The backing of social welfare programs is empirically and ethically wrong. Progressives support social welfare programs like Social Security and Medicare out of concern for their fellow man. Apparently they don’t realize that that money was stolen from productive individuals by government actors who first take a cut for themselves. A less rights-violating and more efficient method of helping those in need would be for those willing to give of their money to do so. Do Progressives not trust in their fellow man enough to believe others wouldn’t be taken care of? Historical examples show that before government intervention, civil society functioned very well — striking a balance between providing assistance and ensuring that access to help was not abused. And militant support of Social Security and Medicare by progressives (programs that will together account for 71% of the federal budget by 2060) is not just alarming but dangerous. Moreover, entitlement programs invite moral hazards; those who don’t want to take care of themselves will simply find a way to make themselves look needy enough. Medicare fraud alone costs taxpayers an estimated $60 billion dollars! Or consider welfare recipients who have several aliases or claim to support numerous children. To be sure, most people abhor suffering and are willing to give to starving children or the local food pantry voluntarily. But no one has grown more benevolent, more virtuous or more charitable by having his hard-earned money redistributed by government.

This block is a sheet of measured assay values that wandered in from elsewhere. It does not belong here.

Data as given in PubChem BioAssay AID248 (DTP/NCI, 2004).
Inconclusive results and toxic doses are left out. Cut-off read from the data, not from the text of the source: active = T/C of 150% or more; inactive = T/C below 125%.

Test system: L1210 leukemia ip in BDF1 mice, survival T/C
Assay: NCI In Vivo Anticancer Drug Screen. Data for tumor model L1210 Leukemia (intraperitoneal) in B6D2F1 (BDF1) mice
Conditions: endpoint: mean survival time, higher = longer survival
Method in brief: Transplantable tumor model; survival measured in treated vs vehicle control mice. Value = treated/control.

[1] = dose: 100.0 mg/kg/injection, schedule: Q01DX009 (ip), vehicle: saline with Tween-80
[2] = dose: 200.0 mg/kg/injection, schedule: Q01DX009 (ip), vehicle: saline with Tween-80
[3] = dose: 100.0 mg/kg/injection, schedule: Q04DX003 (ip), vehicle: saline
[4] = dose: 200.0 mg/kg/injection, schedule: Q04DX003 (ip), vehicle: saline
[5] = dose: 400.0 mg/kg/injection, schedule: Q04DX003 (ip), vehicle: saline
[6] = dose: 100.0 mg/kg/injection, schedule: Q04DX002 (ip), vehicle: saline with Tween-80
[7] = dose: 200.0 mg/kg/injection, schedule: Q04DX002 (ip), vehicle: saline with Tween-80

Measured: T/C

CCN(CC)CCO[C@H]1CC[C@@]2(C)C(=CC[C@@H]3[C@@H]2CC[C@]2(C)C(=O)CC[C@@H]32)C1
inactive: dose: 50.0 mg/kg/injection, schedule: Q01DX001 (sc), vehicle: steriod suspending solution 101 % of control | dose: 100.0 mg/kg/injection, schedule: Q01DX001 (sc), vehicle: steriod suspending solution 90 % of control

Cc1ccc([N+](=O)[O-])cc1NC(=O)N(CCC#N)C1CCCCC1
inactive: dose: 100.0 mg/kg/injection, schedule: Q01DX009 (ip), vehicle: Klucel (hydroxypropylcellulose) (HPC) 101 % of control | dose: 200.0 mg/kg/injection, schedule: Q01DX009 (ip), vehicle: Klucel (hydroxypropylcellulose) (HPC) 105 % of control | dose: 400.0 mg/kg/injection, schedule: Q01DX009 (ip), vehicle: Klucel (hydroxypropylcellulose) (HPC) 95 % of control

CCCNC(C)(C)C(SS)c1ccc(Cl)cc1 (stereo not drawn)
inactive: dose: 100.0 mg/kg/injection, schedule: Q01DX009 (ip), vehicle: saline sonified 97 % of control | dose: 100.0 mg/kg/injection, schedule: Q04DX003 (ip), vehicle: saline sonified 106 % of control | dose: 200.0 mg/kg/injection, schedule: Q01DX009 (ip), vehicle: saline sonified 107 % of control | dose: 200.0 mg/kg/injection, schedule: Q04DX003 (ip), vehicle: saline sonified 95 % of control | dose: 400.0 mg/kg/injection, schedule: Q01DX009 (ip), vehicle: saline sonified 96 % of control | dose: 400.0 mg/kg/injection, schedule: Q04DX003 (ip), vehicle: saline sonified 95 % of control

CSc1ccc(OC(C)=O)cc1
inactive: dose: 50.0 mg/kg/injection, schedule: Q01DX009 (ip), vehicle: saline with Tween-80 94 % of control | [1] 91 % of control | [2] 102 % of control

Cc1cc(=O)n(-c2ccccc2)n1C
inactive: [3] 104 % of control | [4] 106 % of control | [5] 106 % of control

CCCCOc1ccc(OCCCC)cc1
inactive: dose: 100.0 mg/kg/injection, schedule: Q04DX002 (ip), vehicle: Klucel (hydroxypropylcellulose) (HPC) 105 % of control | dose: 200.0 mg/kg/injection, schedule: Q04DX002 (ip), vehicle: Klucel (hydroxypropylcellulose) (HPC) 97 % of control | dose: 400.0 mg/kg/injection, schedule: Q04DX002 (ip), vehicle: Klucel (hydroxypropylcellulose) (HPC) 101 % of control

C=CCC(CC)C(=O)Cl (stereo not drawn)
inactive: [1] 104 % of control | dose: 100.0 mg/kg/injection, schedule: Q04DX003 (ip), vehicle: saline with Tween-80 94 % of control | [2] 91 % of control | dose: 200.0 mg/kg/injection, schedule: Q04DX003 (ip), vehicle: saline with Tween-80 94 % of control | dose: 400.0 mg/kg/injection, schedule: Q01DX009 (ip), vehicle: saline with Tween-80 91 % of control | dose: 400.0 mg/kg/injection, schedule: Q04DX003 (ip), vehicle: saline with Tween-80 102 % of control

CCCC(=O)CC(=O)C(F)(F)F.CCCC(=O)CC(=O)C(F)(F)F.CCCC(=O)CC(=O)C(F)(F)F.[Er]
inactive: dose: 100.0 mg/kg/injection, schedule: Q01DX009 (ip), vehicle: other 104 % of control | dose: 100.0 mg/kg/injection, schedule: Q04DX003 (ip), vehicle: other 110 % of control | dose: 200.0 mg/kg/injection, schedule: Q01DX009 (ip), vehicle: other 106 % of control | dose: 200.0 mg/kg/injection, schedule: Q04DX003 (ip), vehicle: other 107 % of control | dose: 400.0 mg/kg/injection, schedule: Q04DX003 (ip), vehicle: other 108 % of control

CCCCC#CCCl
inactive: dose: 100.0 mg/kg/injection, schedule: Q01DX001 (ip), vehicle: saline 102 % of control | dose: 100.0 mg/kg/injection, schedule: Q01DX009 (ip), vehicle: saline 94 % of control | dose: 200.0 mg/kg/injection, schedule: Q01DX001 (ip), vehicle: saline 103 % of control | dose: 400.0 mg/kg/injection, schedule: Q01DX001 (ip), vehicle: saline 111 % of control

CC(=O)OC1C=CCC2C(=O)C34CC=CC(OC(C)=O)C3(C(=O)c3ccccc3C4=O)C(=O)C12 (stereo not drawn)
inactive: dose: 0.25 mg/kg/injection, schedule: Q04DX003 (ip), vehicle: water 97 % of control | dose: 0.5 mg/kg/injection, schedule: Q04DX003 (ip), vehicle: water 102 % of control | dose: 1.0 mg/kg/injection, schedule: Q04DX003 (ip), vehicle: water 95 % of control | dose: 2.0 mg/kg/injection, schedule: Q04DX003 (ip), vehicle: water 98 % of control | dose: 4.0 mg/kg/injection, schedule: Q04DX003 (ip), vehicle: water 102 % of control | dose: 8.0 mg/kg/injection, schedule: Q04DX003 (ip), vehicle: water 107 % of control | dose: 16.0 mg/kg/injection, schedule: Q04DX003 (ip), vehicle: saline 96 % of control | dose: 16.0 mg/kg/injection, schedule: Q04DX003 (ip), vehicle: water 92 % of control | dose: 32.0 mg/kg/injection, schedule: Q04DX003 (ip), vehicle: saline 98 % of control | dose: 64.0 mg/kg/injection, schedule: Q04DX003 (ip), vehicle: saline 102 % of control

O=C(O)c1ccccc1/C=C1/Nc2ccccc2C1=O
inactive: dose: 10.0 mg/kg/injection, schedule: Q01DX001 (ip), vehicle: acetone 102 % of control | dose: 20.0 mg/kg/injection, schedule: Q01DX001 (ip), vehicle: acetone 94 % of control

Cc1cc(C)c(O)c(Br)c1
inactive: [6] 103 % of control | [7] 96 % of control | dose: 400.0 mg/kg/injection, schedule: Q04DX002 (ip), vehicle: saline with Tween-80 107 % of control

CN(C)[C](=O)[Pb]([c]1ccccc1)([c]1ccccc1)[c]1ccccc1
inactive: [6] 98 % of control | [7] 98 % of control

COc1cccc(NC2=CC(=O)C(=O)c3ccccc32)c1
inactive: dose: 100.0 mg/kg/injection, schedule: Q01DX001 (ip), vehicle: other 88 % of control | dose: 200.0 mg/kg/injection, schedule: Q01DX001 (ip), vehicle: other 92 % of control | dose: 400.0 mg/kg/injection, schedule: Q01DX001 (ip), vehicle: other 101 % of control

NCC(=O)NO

Progressives oppose progress by demanding universal healthcare. Universal healthcare is based on the false claim that everyone has a right to healthcare. But saying I have a right to healthcare places a duty on others to provide it to me; it means I can force others to serve or pay for my medical needs. In contrast, saying I have a right not to be interfered with when I need medical help simply means that the government cannot prevent me from choosing whose medical services I purchase, or from obtaining medicines and treatments. As occurs in countries that have socialized healthcare, when the government pays for your healthcare, it will tell you what doctor you can go to, what treatments you can receive and what drugs you can buy. This is so because when a resource is “free,” people use it without regard to whether the resource will replenish, so government has to be in control over how it is dispersed, which leads to rationing, long waits, and premature deaths. Further, universal healthcare is not free — it’s paid for with your tax dollars. As with any other good or service, the quality of healthcare will decrease as its costs increase, due to a lack of competition. Progressives should consider just how terrible a job government has done administering other programs — the drug war, the military, the post office, Fannie Mae — and then re-think their stance on government-provided healthcare.